Tuesday, November 1, 2011

They call it work for a reason

Arena work isn't exactly my favorite thing in the world. I appreciate the safety of the relatively controlled environment, but it also gets boring. 

Heather was supposed to have a lesson on Sunday, so we thought the prudent choice would be to take the horses to the arena on Wednesday evening and make sure they could handle it. Both have been in indoor arenas before, but this one is a 3/4 indoor with potentially scary mirrors and barn cats trotting around under foot. No sense taking chances with a nervous horse when you're paying a trainer $85 an hour—we'd get them used to the environment on our own time, thanks very much.

Bunny took only a few minutes to settle, but Blue was especially enchanted by the mirrors. He wasn't scared, exactly, but he felt it was necessary to puff himself up to impress the horse in the mirror. Then the horse in the mirror had the audacity to also puff himself up and prance around. They had a bit of a face-off, but Blue relaxed when he realized that the horse in the mirror was having to work just as hard as he was at his sidepassing. (And really I think he figured the whole thing out within a few minutes.)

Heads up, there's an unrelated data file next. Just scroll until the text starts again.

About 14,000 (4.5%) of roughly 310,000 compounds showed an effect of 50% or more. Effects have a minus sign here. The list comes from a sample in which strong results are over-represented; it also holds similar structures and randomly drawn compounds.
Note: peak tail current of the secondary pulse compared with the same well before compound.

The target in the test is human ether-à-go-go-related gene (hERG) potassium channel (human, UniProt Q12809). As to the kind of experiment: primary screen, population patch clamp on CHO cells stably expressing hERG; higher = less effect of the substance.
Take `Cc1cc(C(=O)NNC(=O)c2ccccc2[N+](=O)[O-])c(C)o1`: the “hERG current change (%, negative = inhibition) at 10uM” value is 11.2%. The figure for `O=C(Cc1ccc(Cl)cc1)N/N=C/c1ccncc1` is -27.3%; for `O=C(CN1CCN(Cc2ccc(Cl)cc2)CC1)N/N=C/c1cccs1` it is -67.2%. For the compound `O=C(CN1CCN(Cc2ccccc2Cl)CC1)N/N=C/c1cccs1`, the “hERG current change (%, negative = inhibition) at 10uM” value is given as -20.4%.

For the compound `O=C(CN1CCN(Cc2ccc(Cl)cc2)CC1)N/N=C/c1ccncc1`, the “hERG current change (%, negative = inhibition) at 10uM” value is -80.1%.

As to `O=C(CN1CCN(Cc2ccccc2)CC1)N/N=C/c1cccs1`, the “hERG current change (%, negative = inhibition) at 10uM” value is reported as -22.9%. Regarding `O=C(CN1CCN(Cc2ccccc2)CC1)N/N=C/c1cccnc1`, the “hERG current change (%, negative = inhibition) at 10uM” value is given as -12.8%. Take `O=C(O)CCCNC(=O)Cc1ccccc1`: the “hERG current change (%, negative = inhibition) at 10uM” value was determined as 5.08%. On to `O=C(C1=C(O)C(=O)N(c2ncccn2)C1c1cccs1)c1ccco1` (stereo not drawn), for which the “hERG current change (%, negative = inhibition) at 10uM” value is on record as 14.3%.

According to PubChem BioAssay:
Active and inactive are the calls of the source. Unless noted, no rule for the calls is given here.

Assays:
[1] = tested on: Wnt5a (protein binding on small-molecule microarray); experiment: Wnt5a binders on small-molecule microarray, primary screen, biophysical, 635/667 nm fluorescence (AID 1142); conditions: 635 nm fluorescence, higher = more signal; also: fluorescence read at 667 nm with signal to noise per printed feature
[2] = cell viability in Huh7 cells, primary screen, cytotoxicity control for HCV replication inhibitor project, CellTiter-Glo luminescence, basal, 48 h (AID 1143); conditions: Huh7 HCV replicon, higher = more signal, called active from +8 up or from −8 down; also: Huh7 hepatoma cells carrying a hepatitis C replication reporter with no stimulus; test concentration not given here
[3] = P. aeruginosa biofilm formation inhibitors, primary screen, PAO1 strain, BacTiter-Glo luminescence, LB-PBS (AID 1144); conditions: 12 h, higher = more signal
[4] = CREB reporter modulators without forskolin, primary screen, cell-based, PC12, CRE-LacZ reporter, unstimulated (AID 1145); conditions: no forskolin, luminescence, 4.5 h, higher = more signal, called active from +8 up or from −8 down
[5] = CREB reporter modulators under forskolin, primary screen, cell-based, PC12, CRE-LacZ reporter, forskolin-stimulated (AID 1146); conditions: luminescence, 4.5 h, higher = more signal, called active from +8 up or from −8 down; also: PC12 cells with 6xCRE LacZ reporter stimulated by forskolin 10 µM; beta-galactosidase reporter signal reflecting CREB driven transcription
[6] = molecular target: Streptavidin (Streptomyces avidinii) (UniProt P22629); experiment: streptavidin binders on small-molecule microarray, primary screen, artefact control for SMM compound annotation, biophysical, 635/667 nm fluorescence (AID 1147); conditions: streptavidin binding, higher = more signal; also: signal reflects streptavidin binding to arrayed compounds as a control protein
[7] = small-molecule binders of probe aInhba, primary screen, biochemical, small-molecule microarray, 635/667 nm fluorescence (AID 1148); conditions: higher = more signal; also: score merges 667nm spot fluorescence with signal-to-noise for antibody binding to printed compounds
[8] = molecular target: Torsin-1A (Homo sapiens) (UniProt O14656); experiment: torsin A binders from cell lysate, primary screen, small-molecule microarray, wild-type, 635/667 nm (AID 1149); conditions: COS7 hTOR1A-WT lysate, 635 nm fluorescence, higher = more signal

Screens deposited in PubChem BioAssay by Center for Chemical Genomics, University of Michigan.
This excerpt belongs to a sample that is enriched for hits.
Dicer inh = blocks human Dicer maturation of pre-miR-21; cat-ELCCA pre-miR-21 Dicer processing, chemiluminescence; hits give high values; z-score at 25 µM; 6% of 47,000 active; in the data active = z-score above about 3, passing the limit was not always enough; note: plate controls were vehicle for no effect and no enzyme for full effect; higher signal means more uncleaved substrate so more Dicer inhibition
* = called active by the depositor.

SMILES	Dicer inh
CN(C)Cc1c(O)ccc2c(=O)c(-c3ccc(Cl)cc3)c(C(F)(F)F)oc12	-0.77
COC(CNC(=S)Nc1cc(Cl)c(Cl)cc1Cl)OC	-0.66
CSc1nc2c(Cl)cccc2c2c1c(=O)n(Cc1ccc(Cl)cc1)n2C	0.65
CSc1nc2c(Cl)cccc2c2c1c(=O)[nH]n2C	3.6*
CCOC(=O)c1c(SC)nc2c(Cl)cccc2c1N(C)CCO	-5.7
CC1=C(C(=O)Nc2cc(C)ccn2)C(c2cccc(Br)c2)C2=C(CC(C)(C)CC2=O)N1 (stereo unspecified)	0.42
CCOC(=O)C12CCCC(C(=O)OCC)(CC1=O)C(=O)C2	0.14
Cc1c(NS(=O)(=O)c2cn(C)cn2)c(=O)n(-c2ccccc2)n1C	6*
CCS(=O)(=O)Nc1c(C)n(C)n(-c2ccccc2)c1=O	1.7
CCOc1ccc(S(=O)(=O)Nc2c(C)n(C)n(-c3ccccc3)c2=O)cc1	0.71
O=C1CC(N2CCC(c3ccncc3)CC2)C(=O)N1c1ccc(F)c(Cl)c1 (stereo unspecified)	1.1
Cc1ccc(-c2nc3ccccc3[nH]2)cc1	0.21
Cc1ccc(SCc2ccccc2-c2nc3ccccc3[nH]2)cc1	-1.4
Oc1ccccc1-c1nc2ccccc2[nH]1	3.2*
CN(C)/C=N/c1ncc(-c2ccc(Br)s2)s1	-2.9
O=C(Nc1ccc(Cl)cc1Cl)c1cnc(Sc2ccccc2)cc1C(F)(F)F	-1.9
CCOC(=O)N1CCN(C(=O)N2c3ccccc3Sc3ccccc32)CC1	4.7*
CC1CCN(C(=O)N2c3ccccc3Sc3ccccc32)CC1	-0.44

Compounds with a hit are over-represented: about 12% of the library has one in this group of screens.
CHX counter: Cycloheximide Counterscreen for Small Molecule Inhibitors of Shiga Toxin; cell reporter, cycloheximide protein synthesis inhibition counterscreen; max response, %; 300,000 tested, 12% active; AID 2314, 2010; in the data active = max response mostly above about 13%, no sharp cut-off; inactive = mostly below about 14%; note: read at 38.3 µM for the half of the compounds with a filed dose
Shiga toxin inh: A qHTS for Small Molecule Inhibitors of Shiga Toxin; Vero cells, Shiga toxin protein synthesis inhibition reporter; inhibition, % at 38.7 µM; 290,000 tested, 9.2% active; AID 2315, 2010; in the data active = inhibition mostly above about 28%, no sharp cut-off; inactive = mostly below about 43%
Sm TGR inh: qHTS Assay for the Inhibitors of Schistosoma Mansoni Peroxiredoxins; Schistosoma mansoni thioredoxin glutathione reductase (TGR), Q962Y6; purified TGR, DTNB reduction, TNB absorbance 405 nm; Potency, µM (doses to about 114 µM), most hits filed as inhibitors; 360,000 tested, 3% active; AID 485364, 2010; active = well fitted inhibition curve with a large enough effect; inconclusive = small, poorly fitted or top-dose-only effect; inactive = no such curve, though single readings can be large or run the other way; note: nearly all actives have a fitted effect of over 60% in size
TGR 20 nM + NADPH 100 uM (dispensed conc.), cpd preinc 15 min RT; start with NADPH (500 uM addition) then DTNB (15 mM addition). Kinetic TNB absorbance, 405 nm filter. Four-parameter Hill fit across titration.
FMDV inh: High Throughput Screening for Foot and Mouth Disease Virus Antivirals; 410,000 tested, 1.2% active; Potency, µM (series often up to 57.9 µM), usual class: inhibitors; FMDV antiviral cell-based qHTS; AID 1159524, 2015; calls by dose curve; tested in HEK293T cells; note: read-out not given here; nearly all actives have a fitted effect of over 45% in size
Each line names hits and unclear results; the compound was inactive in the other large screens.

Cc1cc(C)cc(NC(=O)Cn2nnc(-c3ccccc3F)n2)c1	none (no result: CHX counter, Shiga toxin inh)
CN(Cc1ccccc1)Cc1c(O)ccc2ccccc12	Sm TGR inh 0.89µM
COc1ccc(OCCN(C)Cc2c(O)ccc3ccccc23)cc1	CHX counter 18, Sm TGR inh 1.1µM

Heather has been lending me her issues of Dressage Today as she finishes with them, so I have had some very specific exercises I've been wanting to work on. That night, we worked transitions between back, halt, walk and trot. Blue was game, but heavy on the forehand and not exactly "soft" in any sense. Before he had a chance to get resentful, we switched to spirals for awhile. He was good to the left but stiff to the right. Not a surprise to me. His nose is always tipped left, even just standing at liberty. We're working on this too.

Overall, the night ride at the arena was a good one. We made reasonable progress on a few things, and incremental progress is all I feel comfortable asking of any horse. What was really eye-opening was how sloppy I was. My seat was bouncing all over the place, and it seemed like every time I released the tension in one set of muscles, another set locked down.

I could feel it in my body, and worse I could see it in the mirrors.

Being weak and overweight is incredibly frustrating. I can see that if I were a more sedentary being, inertia would be my friend. Since I'm not, I'm constantly hoisting one or another heavy, unstable object (i.e., my thighs, arms, back, belly) onto the horse and trying to keep them coordinated. I think a lot of the reed-thin riders kind of take for granted that their center of gravity is basically stationary. Mine bounces and wobbles. Here's something I never thought I'd say: I'm fortunate to carry more weight in my belly and seat. I can't imagine being busty and riding effectively.

No comments:

Post a Comment